Another reason to buy a wired gaming headset is if you want the most significant amount of choice for quality, up and down the price scale. It is easier to make wired peripherals, so you’re more likely to find exactly what you are looking for. One such option could be the venerable Razer BlackShark V2’s which surprised us with its subtle styling and quality drivers at a reasonable price.
Due to the cheaper costs associated with wired headsets, you are going to see (hear) good audio quality at a lower price point relative to wireless counterparts. That means you should still be able to notice an appreciable difference even when spending under $100, as with the ASUS TUF Gaming H3 headset which is deceptively premium feeling despite its low asking price.
You should buy a wired gaming headset if you:
- Want a cheaper headset
- Want better audio quality
- Want an open-back design
- You should buy a wireless gaming headset if you don’t want cables running from your computer to your head.
Wireless gaming headsets are perfect for those times when you need to get up to do or grab something but don’t want to miss out on anything. 2.4 GHz wireless connections have pretty long ranges, so trips to the fridge to grab some snacks shouldn’t leave you missing the punchline or discussing new tactics when your whole team has just been wiped out. You’re also only inducing a minimal amount of latency and most won’t notice it at all.
If you’re looking for a one-size-fits-all solution, a wireless headset, especially those with removable mics, could serve as your headphones when you’re out and about too.
As we said earlier, some headsets like the Sony Inzone H9 can connect to 2.4Ghz and Bluetooth simultaneously which we found to be very useful for taking calls from your phone (or watching Tik Toks) without missing a beat from what’s coming from your computer.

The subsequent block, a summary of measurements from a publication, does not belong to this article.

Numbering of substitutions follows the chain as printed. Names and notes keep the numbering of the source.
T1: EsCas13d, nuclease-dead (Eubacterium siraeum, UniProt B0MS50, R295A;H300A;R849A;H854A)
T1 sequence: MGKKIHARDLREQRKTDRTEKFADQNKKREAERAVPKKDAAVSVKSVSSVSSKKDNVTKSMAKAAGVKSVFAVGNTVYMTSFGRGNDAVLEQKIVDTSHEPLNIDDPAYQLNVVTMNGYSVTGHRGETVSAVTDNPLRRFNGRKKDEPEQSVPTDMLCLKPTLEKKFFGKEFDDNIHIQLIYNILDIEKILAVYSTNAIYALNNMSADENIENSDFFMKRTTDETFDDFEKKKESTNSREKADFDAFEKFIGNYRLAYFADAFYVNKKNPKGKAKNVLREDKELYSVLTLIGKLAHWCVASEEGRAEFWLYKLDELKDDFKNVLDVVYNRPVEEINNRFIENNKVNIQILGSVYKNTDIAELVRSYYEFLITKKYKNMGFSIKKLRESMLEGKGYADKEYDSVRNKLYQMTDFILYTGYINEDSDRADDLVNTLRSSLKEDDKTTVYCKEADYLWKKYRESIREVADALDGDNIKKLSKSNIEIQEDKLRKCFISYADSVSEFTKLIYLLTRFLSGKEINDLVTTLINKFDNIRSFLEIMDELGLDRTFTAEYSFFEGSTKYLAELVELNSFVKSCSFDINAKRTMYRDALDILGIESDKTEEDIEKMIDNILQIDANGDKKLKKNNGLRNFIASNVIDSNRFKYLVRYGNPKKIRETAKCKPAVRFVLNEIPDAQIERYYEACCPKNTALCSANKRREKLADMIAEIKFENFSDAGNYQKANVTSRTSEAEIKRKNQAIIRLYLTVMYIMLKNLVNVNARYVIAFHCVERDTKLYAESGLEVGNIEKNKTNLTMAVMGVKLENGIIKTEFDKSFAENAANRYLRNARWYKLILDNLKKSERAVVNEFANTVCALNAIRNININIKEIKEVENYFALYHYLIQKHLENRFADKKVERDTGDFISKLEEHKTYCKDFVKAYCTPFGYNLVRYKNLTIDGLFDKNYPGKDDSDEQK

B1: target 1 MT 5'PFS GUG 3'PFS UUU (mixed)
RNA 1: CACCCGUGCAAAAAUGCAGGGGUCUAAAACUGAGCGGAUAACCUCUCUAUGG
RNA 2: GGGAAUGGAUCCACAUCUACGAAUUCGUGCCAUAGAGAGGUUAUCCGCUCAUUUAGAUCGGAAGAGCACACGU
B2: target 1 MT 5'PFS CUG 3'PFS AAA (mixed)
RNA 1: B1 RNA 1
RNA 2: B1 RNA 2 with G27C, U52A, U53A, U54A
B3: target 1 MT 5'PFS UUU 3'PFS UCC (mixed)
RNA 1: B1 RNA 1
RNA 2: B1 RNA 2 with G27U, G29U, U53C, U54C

You can absolutely get a cracking pair at the lower end of the scale like the Roccat Syn Pro Air, which is very light and has a great detachable microphone.
We also mentioned noise-canceling and transparency modes. With so many people remotely working these days, home spaces for a lot of us have become louder as a result. Even if you’re locked away in a different room, you can still hear others you live with on calls, washing machines whirring away, and pets scratching at your door.
Noise-canceling will do away with all that and allow you to focus on your games or work without distraction. When you do need to listen out for something, transparency modes let the nose filter in without having to take your headphones off. Great for if you’re expecting a delivery or have kids that are up to no good. These features are typically found in wireless headsets because there is a crossover with the wireless headphones market. If you can remove the mic and take them on the go, you are more likely to find yourself in noisy environments so it makes sense for them to be included.
You should buy a wireless gaming headset if you:
- Don’t want any cables
- Want to be able to leave your desk but still hear what’s going on
- Want features such as noise canceling, transparency mode, and multipoint connectivity